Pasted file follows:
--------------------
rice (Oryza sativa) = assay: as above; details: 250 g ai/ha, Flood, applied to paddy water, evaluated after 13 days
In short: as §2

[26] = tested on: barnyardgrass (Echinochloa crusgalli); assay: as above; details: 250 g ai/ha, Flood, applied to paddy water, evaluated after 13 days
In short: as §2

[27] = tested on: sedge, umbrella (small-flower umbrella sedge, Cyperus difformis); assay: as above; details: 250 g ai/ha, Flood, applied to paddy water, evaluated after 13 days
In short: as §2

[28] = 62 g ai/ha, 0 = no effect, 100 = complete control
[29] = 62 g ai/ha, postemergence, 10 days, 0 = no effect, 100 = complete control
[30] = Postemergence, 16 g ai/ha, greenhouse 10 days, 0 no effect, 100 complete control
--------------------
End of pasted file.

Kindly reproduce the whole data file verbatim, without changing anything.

rice (Oryza sativa) = assay: as above; details: 250 g ai/ha, Flood, applied to paddy water, evaluated after 13 days
In short: as §2

[26] = tested on: barnyardgrass (Echinochloa crusgalli); assay: as above; details: 250 g ai/ha, Flood, applied to paddy water, evaluated after 13 days
In short: as §2

[27] = tested on: sedge, umbrella (small-flower umbrella sedge, Cyperus difformis); assay: as above; details: 250 g ai/ha, Flood, applied to paddy water, evaluated after 13 days
In short: as §2

[28] = 62 g ai/ha, 0 = no effect, 100 = complete control
[29] = 62 g ai/ha, postemergence, 10 days, 0 = no effect, 100 = complete control
[30] = Postemergence, 16 g ai/ha, greenhouse 10 days, 0 no effect, 100 complete control